Influenza reaches epidemic proportions in US

By E.P. Bannon
23 January 2015

Flu season of 2015 has returned to an epidemic level in the US, according to the Centers for Disease Control and Prevention (CDC). It had reached epidemic proportions toward the end of 2014, followed by a brief ebbing period. According to the CDC, the flu is now widespread in 46 out of 50 states.

Though the flu itself is typically only deadly in children and the elderly, it can result in potentially life-threatening complications such as pneumonia. Rita Landgraf, Department of Health and Social Services secretary in the state of Delaware, called this year’s death rate “unprecedented in recent years.” Roughly 8.5 percent of all deaths across the country for the week ending on January 10 resulted from influenza or pneumonia. The weekly rate of hospitalizations for flu-related illnesses is higher than in any season since 2009.

For the third year in a row, the influenza and pneumonia mortality rate has jumped far beyond what the CDC considers to be the epidemic threshold. Each year as the flu season arrives, the country has less and less social and medical infrastructure at its disposal to deal with the illness. Amber McCarthy, an Iowa mother whose child died of the flu last month, told the press, “This shouldn’t be happening in 2015.”

In Hawaii, hospitals and clinics across the state have reportedly dealt with problems of overcrowding. In some cases, ambulances have been turned away. Pharmacies in almost every major region of the US have reported shortages of Tamiflu, an antiviral medicine designed to alleviate and shorten the duration of symptoms. The rapid spread of illness has even led to a shortage of cough syrup throughout the country.

While normally prescribed to anyone suffering severe flu cases, Tamiflu is essential for at-risk patients such as children, the elderly and those with pre-existing medical conditions. Doctors and health officials in many parts of the country have instructed sick people to “call around” to multiple pharmacies until they can find one with Tamiflu. A flu sufferer must take the drug within 48 hours of contracting the virus; otherwise it is no longer an effective form of treatment.

An additional 19 children had died since overall numbers reported by the CDC the week before last. There are now a total of 45 pediatric deaths, a 66 percent increase over the previous year. Medical officials have begun to compare this year with the flu season of 2012-2013, which was particularly severe. At this point two years ago there had been 51 pediatric deaths.

The Indiana State Department of Health reported that there have been 85 flu deaths statewide. The department says it is the state’s highest flu death rate in 10 years, and the season is not even halfway through. As of Sunday, there have been 16 confirmed flu deaths in Delaware alone.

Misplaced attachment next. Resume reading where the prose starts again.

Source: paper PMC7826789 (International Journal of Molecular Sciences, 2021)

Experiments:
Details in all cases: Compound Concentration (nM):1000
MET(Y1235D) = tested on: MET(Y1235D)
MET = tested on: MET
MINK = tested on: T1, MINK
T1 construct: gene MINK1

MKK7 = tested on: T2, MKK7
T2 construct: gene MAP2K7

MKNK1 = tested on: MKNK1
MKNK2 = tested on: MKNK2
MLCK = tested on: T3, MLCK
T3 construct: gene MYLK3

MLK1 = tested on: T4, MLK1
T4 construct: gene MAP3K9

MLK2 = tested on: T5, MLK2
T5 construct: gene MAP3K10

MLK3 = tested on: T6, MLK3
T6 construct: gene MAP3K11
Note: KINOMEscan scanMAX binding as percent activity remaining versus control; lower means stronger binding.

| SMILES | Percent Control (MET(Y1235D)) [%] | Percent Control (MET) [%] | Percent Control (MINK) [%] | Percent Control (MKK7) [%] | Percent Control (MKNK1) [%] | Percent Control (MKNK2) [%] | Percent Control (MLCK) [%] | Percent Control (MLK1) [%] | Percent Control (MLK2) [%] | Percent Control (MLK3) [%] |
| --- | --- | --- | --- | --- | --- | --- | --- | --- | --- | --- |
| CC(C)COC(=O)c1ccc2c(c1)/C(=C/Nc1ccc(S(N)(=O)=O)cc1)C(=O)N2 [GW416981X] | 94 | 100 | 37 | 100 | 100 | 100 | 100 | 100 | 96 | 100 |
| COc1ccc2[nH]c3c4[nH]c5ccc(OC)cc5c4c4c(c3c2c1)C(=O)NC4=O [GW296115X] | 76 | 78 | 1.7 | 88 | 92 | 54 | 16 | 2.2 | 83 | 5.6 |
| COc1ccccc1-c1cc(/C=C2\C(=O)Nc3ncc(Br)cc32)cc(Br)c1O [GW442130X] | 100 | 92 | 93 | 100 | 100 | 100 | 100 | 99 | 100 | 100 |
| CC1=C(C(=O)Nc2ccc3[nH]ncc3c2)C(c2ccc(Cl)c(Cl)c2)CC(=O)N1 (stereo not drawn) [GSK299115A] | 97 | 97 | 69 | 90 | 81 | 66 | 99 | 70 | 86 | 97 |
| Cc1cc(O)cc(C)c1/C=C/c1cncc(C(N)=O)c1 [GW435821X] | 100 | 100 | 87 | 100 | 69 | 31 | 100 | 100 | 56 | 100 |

Fifteen people have died from the flu in Allegheny County, Pennsylvania. The total number of cases countywide currently stands at 3,949, with 104 deaths occurring throughout Pennsylvania. Six-hundred and fifty new cases appeared last week, including eight more deaths. Massachusetts has reported 5,519 flu cases this year as opposed to the 1,620 cases last year. Dallas County, Texas, has reported 2 deaths, 86 hospitalizations and 34 admissions to intensive care units.

In December, the CDC reported that the flu season would be worse than usual. The 2014 vaccine was modeled on a strain of the Influenza A-H3N2 virus that originated in Texas. A more powerful flu strain surfaced later in Switzerland, rendering the vaccine ineffective. Two thirds of flu cases in the US this season have come from the Swiss strain. As a result, this year’s vaccine has proven to be only 23 percent effective, when it is usually 50 to 60 percent effective.

The virus has also spread into Canada. The Public Health Agency of Canada reported that in the period between January 4 and January 10, seven of the thirteen provinces and territories saw “widespread activity.” These are the highest levels reported to date, according to the agency.

Hospitals in many parts of the country have put visitor restrictions in place in the hopes of minimizing the spread of the flu to patients and staff. Doctors have enacted age restrictions, not allowing visitors below the ages of anywhere between 16 and 12, depending on the specific facility. Some visitors are also required to wear facemasks in order to reduce the spread of airborne pathogens through patient wards.

A 2013 CDC study of eight flu seasons found that many healthy children died from the illness, despite having no underlying conditions. Most children who died from the flu were not vaccinated. One third of the children had died within three days of developing symptoms.

Several schools in West Virginia with a combined student population of around 1,000 closed for two days last month because so many teachers had fallen ill to the virus. In Polk County, Georgia, so many children had come down with the flu that the district shut all 10 of its schools and started its winter break two days in advance. A school in New Braunfels, Texas, also was forced to close for two days because 20 percent of its students and 30 percent of its staff were home sick.

News agencies have reported that flu activity levels have subsided within the past few days. Despite the dip in reported cases, the mortality rate still remains above the epidemic threshold, and the number of flu-related hospital visits has stayed well above the national baseline for the eighth consecutive week. Still, hospitals in Indiana, Ohio and elsewhere have already lifted patient visitor restrictions. It is unclear at this point whether or not this year’s flu season has yet peaked.

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